A controversial attempt to divert vast logging profits to the Defense Ministry, has been dropped under domestic and international pressure.
The co-premiers were forced to scrap a decree they signed in June which would have allowed the defense ministry to sign lucrative logging contracts and pocket the proceeds, according to documents obtained by Reuters on Aug 12.
"They [the two prime ministers] were afraid of the pressure from the IMF [International Monetary Fund] and the international community because they were violating the law," said an informed source familiar with the agreement.
"They [the government] have now accepted that all the revenue from the wood be transferred back to the Ministry of Finance," the source said, demanding anonymity.
According to documents obtained by Reuters three new agreements have been drawn up to resolve a damaging debate over the June decree signed in secret by First and Second Prime Ministers, Prince Norodom Ranariddh and Samdech Hun Sen.
This was in direct contravention of the Budget Law which says all state revenues must be put in the budget, and be controlled by the Finance Ministry.
Government officials said at the time that the decree was worth "millions of dollars" to the defense ministry.
The June decree also contravened the government's own undertakings to international loan bodies such as the IMF, legal experts said.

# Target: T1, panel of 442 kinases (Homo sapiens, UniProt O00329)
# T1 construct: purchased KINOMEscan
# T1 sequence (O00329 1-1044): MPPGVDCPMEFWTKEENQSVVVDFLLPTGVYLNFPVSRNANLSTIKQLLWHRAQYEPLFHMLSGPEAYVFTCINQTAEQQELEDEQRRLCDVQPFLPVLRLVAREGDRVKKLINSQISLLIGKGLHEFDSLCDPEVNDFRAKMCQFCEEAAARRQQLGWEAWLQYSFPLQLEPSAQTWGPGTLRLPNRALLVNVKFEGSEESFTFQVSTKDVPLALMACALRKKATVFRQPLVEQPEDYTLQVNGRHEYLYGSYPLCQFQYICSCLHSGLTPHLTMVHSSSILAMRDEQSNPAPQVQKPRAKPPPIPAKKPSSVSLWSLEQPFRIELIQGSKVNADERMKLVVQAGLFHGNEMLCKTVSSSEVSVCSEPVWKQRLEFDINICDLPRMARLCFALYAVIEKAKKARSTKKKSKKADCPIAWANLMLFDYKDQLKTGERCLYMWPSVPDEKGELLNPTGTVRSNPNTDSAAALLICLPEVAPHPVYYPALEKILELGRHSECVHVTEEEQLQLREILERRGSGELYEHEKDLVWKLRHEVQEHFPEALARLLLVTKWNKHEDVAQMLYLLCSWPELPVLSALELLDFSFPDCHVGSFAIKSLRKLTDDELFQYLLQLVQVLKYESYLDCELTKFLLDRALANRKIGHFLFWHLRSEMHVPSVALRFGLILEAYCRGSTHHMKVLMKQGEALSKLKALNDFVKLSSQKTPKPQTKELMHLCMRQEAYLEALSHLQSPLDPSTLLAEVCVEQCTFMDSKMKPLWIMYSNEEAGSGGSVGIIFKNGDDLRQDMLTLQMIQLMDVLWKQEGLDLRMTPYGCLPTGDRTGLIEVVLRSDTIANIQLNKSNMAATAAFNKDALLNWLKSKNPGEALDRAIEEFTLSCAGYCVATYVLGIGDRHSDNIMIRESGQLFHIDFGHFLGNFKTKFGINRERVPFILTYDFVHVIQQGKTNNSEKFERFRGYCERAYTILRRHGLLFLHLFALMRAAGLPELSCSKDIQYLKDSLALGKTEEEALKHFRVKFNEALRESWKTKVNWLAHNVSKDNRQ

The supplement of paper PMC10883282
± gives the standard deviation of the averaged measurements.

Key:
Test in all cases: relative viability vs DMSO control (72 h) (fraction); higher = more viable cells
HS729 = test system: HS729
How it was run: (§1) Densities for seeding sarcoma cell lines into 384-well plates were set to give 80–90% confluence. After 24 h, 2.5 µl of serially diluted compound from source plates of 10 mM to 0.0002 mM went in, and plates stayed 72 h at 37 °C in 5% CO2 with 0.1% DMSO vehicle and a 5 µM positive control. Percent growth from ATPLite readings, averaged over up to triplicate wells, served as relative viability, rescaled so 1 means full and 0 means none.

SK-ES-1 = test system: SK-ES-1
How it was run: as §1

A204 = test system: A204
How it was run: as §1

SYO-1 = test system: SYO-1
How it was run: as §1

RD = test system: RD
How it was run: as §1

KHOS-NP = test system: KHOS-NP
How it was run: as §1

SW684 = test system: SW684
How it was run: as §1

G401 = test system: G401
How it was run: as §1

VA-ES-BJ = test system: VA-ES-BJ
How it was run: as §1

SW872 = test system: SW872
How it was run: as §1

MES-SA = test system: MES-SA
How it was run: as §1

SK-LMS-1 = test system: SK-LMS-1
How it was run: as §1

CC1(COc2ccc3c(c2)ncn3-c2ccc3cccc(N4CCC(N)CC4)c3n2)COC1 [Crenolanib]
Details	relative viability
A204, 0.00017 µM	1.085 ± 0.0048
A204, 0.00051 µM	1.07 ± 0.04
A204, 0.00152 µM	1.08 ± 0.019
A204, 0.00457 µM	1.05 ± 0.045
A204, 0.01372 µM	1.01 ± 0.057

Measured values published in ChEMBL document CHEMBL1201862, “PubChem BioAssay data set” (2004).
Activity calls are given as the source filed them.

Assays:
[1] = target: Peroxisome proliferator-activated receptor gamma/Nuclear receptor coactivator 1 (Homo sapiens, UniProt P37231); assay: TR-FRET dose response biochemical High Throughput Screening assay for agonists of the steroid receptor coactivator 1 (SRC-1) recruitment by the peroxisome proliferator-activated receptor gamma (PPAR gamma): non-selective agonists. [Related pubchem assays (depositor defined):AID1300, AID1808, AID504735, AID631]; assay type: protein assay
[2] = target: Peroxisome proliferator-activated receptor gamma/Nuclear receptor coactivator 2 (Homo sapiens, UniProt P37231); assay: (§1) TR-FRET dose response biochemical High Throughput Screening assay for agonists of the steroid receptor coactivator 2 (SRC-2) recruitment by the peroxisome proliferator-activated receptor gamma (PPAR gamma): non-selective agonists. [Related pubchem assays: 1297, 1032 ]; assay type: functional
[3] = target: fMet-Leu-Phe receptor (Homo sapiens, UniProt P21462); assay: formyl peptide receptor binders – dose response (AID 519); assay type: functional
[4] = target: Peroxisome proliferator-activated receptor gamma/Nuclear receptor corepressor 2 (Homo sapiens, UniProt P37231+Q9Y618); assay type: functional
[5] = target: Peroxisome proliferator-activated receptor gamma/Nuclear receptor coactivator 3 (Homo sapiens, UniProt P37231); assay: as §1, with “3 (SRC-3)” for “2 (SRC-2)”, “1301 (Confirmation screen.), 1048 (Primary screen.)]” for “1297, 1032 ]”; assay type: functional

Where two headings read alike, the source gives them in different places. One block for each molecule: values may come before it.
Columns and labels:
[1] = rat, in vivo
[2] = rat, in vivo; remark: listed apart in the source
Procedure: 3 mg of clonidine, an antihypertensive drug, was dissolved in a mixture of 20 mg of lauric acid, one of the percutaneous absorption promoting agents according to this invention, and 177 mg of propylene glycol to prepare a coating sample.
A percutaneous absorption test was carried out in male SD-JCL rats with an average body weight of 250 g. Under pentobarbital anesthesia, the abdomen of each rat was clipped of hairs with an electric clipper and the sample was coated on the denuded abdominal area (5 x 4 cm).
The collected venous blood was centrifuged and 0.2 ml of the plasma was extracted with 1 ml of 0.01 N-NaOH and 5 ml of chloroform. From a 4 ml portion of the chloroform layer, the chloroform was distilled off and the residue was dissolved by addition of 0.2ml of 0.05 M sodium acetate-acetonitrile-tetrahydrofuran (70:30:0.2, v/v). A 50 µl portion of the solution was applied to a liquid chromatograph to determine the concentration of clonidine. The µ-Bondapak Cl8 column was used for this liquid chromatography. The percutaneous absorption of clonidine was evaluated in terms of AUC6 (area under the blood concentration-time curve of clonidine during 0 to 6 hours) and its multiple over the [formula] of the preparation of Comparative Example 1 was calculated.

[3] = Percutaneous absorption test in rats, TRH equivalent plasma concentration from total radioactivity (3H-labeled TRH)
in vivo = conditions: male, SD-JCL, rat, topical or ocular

The IMF's senior representative in Phnom Penh, Reza Vaez-Zadeh, denied the IMF had pressured the government to drop the contentious decree, but expressed disapproval of it.
"We have made our concerns very clear to the government - that [the deal] is obviously an issue related to [financial] sources which is important for the implementation of the budget law," Vaez-Zadeh said.
"We are against any agreement that takes a major (income) source from the budget," he said.
One diplomat said the scrapping of the decree would help restore financial credibility to the government.
A memo obtained by Reuters and signed on Aug 5 on behalf of the two prime ministers, stated that all revenue from timber exports would be paid directly to the Ministry of Finance.
According to Finance Ministry figures Cambodia earns about $40-$50 million dollars per year from timber exports.
King Norodom Sihanouk said earlier this week that recent natural disasters including floods and drought were caused by massive deforestation.
In the 1960s Cambodia had 70 percent forest coverage but now less than 30 percent of forests remain in the whole territory, Sihanouk said.
In his Aug 8 letter sent from Beijing Central Hospital, the monarch warned that "Cambodia could become a country of wilderness like some countries in Africa" within the next 10 or 20 years.